Gowtham says that his day-wise posts on social media worked as a progress report, where the amount of waste collected and the number of volunteers increased steadily. Within 300 days, he organised two walkathons where participants gathered plastic waste along the way. “The 400 participants collected 600 kilos of waste within four hours on the event day,” he says.
So far, Gowtham has organised over 60 beach cleanups and hundreds of drives mitigating 19 tonnes of waste.
‘For A Cleaner Planet’
The Facebook posts helped spread his message across localities, residential areas, public parks and beyond. “People from different parts of the city started adopting the cleanup drives in respective areas. Today, we have volunteers from geographical locations like Andaman and Nicobar Islands and countries like Philippines, Malaysia, South Africa, USA and the UK,” he says, adding, “The initiative has spread across 20 cities in India and 13 countries across the world.”
Gowtham organises the cleanup drives daily. “Unlike other cleaning initiatives mostly restricted to weekends, our volunteers conduct them daily and across different times of the day,” he says.
The social worker feels that his drive gained quick popularity as many people related with his sentiments and the cause.
“The concept of cleaning plastic and recycling it attracted people. The social and local media helped to spread the message as well. The tracking of waste collection and consistency brought more people together,” he says.
G Jagannathan, one of the volunteers from Guduvanchery, says, “I have been following Gowtham’s social art for the past few years on Facebook. But I could not join his cause. Eventually, I requested him to start the cleanup drive in my location in Villivakkam. I have been a part of this initiative since then.”
Gowtham and hundreds of active volunteers have also helped the collection of Rs 85,000 from recycling plastic waste.
“The volunteers decided to donate the money to rag pickers and workers. The NGO is sponsoring the education of a girl and is raising funds to help more. We have helped one Tamizh Mozhi, a student of Class 8 and daughter of a sweeper with a bicycle, as she cannot afford to travel by public transport. Additionally, a list is prepared to identify underprivileged and single mothers who need financial help to educate their children,” he shares.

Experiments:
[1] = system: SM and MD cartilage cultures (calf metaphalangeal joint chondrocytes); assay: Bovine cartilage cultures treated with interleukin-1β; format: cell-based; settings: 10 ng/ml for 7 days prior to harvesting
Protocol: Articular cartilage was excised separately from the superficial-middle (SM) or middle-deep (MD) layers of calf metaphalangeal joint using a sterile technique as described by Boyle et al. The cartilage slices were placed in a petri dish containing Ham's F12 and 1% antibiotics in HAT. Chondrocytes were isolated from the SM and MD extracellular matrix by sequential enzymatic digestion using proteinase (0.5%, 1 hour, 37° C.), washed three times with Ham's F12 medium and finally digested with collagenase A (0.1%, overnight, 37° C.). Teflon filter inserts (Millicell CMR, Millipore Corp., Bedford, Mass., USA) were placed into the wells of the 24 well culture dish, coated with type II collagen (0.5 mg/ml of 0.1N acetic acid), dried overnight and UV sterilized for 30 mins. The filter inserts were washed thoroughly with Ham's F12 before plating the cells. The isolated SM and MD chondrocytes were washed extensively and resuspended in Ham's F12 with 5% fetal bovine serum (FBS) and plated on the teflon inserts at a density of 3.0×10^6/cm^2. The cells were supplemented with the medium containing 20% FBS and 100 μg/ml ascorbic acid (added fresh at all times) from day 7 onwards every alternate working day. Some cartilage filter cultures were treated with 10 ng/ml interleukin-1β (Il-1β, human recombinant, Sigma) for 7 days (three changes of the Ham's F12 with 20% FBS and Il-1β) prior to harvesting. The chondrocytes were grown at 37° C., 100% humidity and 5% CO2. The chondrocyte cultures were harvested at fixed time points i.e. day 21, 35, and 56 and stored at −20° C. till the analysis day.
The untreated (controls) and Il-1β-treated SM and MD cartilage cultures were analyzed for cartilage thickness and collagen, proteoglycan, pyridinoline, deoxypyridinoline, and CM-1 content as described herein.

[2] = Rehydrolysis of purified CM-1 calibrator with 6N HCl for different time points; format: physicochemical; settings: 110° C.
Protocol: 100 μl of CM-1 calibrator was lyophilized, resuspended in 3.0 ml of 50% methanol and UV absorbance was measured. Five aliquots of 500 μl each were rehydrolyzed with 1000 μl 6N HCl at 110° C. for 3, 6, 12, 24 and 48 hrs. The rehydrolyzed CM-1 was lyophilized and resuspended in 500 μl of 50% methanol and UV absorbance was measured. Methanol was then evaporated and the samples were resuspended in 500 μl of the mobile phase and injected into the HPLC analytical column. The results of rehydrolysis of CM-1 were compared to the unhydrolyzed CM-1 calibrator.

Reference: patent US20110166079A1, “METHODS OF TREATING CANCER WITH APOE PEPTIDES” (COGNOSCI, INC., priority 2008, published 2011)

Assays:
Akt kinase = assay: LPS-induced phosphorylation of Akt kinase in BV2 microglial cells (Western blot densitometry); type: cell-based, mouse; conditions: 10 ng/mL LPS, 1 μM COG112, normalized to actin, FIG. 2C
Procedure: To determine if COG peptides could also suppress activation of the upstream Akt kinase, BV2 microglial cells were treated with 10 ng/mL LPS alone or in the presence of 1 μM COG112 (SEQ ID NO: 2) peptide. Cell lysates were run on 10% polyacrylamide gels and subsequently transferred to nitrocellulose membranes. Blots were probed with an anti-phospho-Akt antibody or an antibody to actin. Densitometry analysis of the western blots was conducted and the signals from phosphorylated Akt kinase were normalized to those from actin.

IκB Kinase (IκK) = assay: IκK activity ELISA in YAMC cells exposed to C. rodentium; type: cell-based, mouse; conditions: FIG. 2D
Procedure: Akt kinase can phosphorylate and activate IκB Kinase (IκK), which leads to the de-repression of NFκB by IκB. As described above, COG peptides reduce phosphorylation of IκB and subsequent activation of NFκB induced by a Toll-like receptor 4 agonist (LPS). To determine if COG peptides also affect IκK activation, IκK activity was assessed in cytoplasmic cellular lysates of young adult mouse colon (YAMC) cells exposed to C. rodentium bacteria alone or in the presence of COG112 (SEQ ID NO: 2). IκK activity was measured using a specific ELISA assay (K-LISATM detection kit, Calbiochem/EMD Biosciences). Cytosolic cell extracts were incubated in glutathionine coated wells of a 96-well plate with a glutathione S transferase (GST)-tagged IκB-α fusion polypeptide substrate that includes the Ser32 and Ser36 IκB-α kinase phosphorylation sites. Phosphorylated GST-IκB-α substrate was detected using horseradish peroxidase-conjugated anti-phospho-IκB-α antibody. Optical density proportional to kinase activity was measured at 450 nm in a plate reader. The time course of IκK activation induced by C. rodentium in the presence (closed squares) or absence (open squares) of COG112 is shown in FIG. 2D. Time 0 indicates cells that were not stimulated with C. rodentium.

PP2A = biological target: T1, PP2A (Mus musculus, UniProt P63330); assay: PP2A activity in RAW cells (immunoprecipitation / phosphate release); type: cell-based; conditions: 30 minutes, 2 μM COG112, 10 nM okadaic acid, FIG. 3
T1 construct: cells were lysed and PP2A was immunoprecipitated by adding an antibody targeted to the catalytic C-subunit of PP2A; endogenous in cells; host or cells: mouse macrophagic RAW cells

Deepika Shree, a Class 6 student at government high school, supported by Gowtham’s initiative, says, “My mother is a sweeper at the government medical hospital, and my father is a daily labourer. We are not financially well off. My mother came across one of the volunteers, Anand, and shared our plight. Anand suggested sponsoring my education.”
She adds, “I aim to become a doctor one day.”
While his effort has evolved for the better and sees people joining his cause, Gowtham says some people continue to question his work. “People often ask why I do the job of a ragpicker when a dedicated staff appointed by the civic body does the same? They consider that cleaning waste created by the privileged class is the ‘job’ of the underprivileged. I want to break the stereotype. Everyone litters and contributes to rubbish and its responsibility of cleaning should be shared equally. It is not a job of a particular section of society, and I believe it to be a form of modern untouchability that needs to be eradicated,” he notes.
Gowtham hopes that his initiative inspires more people, eventually leading to a 100 per cent litter-free community and the world. “I hope my work helps to change the mindset of people, become compassionate towards the environment and make this planet more liveable,” he says.
Edited by Yoshita Rao